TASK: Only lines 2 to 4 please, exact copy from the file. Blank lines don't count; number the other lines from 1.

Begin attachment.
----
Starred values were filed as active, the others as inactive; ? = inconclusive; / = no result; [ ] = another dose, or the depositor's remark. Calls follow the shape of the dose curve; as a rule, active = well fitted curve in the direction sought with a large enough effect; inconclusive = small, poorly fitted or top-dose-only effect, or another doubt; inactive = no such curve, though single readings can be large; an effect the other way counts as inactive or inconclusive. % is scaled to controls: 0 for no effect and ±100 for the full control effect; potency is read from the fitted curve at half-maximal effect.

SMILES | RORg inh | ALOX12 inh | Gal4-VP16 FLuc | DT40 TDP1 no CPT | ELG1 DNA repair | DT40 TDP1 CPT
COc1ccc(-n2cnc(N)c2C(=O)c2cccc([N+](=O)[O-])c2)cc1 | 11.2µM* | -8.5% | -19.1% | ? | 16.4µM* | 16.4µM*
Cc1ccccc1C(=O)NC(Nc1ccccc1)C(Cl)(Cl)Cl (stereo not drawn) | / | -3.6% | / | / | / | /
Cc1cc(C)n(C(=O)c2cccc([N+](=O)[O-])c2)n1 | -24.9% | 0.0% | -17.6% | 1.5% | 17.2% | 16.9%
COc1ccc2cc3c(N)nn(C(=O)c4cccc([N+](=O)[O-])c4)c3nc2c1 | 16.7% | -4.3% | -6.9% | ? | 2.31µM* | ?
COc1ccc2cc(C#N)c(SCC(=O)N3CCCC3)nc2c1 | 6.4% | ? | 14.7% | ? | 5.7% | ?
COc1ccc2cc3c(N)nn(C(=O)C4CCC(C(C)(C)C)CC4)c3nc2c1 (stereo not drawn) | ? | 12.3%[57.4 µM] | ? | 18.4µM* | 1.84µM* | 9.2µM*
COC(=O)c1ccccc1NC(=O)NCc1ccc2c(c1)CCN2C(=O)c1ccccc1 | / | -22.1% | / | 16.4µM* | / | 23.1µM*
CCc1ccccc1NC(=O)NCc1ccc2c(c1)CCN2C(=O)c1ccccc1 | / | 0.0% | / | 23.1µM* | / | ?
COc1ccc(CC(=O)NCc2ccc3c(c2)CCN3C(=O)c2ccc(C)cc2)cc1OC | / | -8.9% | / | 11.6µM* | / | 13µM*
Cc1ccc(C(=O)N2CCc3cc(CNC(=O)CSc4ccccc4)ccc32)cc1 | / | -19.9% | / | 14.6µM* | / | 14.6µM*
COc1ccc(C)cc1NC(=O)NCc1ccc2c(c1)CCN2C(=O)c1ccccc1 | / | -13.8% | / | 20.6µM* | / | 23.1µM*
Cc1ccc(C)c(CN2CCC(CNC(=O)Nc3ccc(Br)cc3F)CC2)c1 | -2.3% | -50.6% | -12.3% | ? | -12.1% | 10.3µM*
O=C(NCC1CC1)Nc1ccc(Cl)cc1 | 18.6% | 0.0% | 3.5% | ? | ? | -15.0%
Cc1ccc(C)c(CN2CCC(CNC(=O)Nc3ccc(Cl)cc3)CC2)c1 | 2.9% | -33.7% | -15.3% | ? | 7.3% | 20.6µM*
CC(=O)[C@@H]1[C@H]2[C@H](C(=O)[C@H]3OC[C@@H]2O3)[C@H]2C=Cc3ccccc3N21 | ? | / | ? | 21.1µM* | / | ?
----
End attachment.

SMILES | RORg inh | ALOX12 inh | Gal4-VP16 FLuc | DT40 TDP1 no CPT | ELG1 DNA repair | DT40 TDP1 CPT
COc1ccc(-n2cnc(N)c2C(=O)c2cccc([N+](=O)[O-])c2)cc1 | 11.2µM* | -8.5% | -19.1% | ? | 16.4µM* | 16.4µM*
Cc1ccccc1C(=O)NC(Nc1ccccc1)C(Cl)(Cl)Cl (stereo not drawn) | / | -3.6% | / | / | / | /